But today’s artists don’t stop there. They don’t meditate on just the world and humanity, allowing their understanding derived therein to inform their art. No. Relativism and the steady decline of our interest in, and ability to decipher, traditional philosophical writing, have combined to make today’s artists into today’s philosophers. Partly out of necessity and partly out of the complicated nature of beauty and taste in today’s world. An understanding of life today, after all, is inextricably tied to much more than religion and nature thanks to the suffocating grip of technology.

And if today’s art also functions as a stand-in for today’s philosophy, then art critics more or less, function as philosophers in their own right.


Raphael Rubinstein writes in a recent review of MoMA’s Sigmar Polke Retrospective on the “mania for explanation,” wondering when it became such an imperative that artist’s explain their work to their audience.

“It’s as if their works never go out into the world without the company of their voices, which come to us via interviews, artist statements, video documentaries, panel discussions and artist talks,” he says.

Rubinstein’s arrogant bewilderment on this matter is an excellent illustration of the art world’s obliviousness to its own insularity.  When art is philosophy the artist statement and generally intimate knowledge of the artist’s worldview is imperative to an understanding of the art. Certainly once you’ve had the years of experience of a Rubinstein or otherwise, you may be able to deduce an artist’s objective without background. The rest of us, however, remain lost.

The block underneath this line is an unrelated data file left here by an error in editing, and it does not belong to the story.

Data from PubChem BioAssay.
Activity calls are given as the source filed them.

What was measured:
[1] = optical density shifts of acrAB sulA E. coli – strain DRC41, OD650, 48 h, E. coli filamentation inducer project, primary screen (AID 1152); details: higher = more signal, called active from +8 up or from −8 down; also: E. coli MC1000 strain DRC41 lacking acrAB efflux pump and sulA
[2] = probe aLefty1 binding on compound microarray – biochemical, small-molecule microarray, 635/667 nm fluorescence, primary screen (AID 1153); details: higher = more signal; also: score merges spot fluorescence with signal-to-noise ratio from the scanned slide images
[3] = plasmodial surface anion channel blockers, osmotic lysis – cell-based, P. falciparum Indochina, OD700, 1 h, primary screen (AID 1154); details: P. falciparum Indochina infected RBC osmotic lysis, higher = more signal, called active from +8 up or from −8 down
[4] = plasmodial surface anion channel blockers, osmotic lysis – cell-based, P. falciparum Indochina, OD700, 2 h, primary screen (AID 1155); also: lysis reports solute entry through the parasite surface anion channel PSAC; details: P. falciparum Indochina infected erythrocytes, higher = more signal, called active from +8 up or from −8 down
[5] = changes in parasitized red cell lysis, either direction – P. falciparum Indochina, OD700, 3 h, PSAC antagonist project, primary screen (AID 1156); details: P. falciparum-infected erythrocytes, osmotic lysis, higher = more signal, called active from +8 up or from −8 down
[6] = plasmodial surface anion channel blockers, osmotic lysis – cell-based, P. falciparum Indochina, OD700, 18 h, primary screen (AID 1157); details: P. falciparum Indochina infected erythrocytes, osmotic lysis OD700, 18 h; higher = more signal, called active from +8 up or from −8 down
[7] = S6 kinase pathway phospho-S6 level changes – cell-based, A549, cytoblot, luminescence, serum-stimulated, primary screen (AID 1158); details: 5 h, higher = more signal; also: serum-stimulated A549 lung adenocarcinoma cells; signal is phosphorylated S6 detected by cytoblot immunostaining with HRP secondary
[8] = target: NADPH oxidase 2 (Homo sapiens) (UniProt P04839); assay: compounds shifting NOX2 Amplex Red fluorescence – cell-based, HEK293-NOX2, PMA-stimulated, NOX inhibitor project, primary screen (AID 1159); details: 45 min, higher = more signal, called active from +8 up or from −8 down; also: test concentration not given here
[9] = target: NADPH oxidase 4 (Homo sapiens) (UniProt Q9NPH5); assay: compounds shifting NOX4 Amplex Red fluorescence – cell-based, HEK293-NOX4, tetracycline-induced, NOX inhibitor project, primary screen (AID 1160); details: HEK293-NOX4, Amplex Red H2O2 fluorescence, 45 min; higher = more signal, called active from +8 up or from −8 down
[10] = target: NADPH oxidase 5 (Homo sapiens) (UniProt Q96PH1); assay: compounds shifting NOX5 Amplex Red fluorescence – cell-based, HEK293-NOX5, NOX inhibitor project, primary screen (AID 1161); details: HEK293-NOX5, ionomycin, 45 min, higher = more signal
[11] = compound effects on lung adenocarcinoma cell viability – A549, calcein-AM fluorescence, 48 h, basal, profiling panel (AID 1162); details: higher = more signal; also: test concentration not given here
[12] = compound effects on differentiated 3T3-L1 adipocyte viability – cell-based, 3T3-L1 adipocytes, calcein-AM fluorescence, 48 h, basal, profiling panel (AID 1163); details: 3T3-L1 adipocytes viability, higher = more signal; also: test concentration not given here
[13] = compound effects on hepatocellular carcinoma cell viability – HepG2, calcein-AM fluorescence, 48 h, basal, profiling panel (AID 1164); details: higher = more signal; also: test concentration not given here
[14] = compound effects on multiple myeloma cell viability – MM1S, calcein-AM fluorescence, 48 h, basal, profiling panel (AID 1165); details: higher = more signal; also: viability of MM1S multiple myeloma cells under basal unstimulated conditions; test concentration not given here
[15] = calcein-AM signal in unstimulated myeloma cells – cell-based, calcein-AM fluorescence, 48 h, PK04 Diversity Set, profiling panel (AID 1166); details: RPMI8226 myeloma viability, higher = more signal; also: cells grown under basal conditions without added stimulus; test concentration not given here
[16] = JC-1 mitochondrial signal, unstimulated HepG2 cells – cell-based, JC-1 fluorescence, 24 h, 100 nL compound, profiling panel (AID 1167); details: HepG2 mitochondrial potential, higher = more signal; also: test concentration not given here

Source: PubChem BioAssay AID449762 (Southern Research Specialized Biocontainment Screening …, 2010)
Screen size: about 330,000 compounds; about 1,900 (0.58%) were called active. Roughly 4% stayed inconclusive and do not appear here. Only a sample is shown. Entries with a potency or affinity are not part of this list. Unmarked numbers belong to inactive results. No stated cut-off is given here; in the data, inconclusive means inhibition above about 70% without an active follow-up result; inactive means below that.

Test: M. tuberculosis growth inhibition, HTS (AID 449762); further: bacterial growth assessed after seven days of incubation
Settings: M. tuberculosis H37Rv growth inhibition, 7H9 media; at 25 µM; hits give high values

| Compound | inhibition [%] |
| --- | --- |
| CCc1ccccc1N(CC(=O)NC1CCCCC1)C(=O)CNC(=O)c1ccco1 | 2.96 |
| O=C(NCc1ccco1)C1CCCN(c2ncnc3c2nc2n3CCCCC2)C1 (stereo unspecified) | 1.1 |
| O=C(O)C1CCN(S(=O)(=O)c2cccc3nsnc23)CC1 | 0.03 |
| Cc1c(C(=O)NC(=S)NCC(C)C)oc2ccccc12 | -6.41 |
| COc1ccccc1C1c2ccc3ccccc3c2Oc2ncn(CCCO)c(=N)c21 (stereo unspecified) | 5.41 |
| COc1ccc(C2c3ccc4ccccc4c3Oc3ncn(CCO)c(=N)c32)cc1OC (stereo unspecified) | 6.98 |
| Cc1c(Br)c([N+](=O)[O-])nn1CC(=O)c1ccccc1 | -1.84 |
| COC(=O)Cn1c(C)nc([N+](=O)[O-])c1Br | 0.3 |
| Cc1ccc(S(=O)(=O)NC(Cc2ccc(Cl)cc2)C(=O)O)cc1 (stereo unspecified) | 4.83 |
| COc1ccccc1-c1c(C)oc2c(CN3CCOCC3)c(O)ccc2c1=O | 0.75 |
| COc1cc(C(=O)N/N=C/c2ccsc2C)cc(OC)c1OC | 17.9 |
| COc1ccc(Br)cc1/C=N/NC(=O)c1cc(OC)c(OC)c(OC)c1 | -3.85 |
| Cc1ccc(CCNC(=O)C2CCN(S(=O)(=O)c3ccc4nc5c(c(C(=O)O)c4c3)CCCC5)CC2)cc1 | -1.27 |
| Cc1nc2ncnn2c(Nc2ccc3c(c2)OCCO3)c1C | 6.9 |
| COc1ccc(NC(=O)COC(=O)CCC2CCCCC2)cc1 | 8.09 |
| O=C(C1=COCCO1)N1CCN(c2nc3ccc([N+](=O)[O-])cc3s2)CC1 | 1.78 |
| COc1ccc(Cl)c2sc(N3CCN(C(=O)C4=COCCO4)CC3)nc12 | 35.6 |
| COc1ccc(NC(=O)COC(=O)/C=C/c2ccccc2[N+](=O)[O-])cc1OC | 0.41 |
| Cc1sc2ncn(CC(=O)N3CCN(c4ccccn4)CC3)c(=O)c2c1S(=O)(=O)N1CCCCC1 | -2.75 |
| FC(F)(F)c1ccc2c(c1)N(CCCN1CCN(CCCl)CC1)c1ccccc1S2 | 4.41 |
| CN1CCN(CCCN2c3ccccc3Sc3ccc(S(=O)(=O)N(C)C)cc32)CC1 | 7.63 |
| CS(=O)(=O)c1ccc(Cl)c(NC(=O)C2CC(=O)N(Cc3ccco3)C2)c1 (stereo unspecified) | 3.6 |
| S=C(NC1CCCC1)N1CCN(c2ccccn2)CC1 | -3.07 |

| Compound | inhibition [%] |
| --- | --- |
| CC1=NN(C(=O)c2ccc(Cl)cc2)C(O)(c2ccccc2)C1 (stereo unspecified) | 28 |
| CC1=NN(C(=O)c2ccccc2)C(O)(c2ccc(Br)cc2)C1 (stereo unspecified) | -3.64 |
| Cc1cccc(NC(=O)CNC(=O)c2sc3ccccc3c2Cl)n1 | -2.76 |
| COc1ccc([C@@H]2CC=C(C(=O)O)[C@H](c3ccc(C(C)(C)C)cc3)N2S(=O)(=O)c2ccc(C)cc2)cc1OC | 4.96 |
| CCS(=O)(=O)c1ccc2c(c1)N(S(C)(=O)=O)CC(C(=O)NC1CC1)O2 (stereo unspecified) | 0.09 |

He then transitions into Sigmar Polke’s apparent refusal to explain his work. The few times Polke did speak in public almost always consisted of less than sincere responses to interview questions and art-world parody.

I don’t pretend to know why Polke refused to explain his own work but I would postulate it has much to do with a conscious rejection of what the art world was becoming.

Despite the rejection of Rubinstein, and I’m sure others, we started down the path of lengthy explanation when we began appreciating art less for its beauty and more for its originality in regards to the artist’s intention.


It’s elitist to expect the casually interested art lovers to understand why Joseph Beuys locking himself in a room with a coyote for several days is worthy of our attention and respect without written and verbal explanation from Beuys himself, and the critics who support him, of the philosophical underpinnings which prompted the exhibition.

If Beuys wanted to be taken seriously, and even have a gallery willing to support the performance in the first place, he needed a damn good reason. And that proposal and artist statement had to be good enough to impress the critics and thereby the public.

The writing is necessary.